This book focuses on the bad guys a bit more than I expected. It seems that Dr. Orlando Fitzmueller, formerly of NASA, has a plan. He wants to hijack a Russian satellite filled with weaponry and hold the world hostage with it. He backstory involves being convinced that the Russians are not backing off on their weapons in space the way their treaty with the United States would have dictated they do so. He brought this to the attention of his superiors and was dismissed from government service for his efforts. Now he plans on proving himself right, all the while demanding that the world disarm from all nuclear weaponry. He thinks this will shepherd in a new world of peace. This is the most idealistic villain The Penetrator has yet to face.
And yet most of the book doesn’t have Mark facing off against this guy at all. Mark spends most of the book tracking a few leads that don’t get him much of anywhere, all the while shacking up with a lady he met in a previous book. She’s named Joanna Tabler and she works for the government in some capacity, I don’t remember if it was for the FBI or the DOJ or what. All we learn about her is that they met during the “Hijacking Manhattan” incident (verbatim the name of the fourth book), she used to be a model, and she’s stone cold foxy. Together, they don’t get much done in this book except for each other.
Another lady in this book turns out to be Dr. Fitzmueller’s daughter, Hillie. The good doctor, in internal monologue, makes it clear that he’s doing all this “for her.” She’s a college student. Mark meets up with her at one point and demands that she tell him where her father is. She insists that she’s not involved and that she doesn’t know what he’s talking about. In the end, though, she uses her feminine wiles (read: she takes off her shirt) to try to distract Mark, but it doesn’t work. He’s too professional for something like that. While she’s going through these motions, a goon tries to put a bullet in him, but Mark notices this right at the last minute and kicks him in the head so hard his neck snaps.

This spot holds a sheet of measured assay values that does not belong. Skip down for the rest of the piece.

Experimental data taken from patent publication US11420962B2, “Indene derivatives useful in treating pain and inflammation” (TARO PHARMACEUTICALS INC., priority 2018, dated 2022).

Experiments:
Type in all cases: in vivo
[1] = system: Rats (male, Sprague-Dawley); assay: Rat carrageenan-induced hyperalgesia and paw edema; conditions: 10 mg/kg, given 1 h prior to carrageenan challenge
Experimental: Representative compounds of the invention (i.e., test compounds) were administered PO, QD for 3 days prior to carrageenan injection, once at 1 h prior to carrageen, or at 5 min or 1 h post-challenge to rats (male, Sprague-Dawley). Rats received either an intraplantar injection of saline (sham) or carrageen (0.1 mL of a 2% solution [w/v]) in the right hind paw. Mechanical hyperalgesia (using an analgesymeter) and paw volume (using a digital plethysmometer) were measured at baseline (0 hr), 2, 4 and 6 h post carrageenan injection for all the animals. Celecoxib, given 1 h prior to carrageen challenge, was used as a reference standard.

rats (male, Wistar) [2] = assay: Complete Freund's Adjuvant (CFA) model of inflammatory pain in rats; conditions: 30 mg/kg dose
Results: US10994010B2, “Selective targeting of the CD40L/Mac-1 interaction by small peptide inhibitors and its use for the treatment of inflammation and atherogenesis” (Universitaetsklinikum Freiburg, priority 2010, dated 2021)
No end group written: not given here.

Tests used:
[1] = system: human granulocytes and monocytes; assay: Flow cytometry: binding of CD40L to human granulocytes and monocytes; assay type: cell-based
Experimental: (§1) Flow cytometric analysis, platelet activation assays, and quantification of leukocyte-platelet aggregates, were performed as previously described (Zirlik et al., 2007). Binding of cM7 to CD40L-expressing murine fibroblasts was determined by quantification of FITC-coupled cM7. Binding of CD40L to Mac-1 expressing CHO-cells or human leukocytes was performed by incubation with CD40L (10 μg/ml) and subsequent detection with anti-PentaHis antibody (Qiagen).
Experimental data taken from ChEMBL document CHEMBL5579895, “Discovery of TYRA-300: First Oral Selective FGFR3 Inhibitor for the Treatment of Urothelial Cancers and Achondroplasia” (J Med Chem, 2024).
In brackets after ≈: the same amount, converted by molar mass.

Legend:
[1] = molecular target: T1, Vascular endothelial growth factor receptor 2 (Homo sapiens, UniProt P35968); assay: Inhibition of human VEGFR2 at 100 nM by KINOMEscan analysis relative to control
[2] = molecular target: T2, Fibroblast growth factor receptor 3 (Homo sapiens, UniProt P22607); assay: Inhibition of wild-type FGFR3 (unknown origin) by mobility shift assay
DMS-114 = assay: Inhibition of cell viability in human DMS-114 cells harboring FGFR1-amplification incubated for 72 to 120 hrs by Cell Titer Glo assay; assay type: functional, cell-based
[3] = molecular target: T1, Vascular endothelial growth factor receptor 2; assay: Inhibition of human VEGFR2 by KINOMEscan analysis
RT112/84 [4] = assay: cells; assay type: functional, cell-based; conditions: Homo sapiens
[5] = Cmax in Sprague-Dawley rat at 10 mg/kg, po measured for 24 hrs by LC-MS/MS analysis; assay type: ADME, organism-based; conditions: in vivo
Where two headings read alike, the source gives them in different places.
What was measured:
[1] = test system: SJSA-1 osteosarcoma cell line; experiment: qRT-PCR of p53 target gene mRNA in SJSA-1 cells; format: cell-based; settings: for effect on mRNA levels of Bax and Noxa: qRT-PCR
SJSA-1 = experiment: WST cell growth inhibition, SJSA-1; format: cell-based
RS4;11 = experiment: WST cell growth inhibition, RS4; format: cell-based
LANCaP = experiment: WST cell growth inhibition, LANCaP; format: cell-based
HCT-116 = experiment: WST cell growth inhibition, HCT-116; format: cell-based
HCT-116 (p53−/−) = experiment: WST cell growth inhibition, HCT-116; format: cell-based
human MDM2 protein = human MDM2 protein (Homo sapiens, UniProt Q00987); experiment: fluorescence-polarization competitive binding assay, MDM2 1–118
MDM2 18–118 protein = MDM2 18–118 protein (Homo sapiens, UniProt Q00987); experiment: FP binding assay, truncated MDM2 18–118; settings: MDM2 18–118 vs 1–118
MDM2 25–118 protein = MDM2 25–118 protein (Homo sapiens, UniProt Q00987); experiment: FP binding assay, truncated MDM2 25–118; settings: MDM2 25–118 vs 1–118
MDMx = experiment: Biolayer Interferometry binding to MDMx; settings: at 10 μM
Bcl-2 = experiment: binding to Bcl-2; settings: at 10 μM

It seems that the Mafia is also tied in with this scheme, because of course they would be, but Mark overestimates their involvement. It just seems to go as far as Dr. Fitzmueller hiring some Mafia goons to help with guard duty. The guy with the gun at the beginning, Marshall Davis, is one such goon. The Mafia connection leads Mark down a few dead ends, but in the meantime he blows up a building just because it’s a Mafia barracks. It was pretty great.
Dr. Fitzmueller gets a lot farther along in his plan than I’d expected, as well. He does, in fact, capture the Russian satellite. He’s convinced that it’s got nuclear weapons on board, but later events show that it’s some kind of virus that could kill off all life on Earth. No matter, it’s still good for holding people hostage. He makes his demands known across AM radio (hahahaha) and the government has to react. The clock is ticking.
But wait, something goes wrong for Dr. Fitzmueller! This was the part that surprised me most. There’s a coup and the Mafia guy, Davis, takes over. See, though the whole book he’s been asking questions about getting more money and how much money will there be and when’s the money going to be here and all that. He’s convinced for most of the book that this is just a typical hostage thing where money is involved. Dr. Fitzmueller never says anything to convince him otherwise until the demands are met. Fitzmueller’s idea of “reward” for all his lackeys is, in fact, a world of peace. Aww.
So Davis throws Fitzmueller in a closet and makes his own demands. Lots of money, diamonds, gold. All that jazz. He gets in contact with the Mafia and tells them they can have a cut if they send some soldiers to keep an eye on the place.
This led to something that amused me. See, up to this point Mark had no idea where Fitmueller’s hidden base might be. All he knows is that it’s in the Utah desert somewhere (the whole book takes place in and around Salt Lake City). At one point he caught a glimpse of a helicopter that was involved in the operation, so being Mark Hardin he memorized everything about it and collected some information and then just sat at an airport waiting for it to come back so he could follow it. Not a bad plan.
What’s funny, though, is that Fitzmueller, before the coup, made an order that the helicopter wasn’t to fly out anymore. He didn’t want anybody to follow it back to the base after the demands were made. He’s a pretty clever idealistic villain. It looks like Mark is just wasting his time.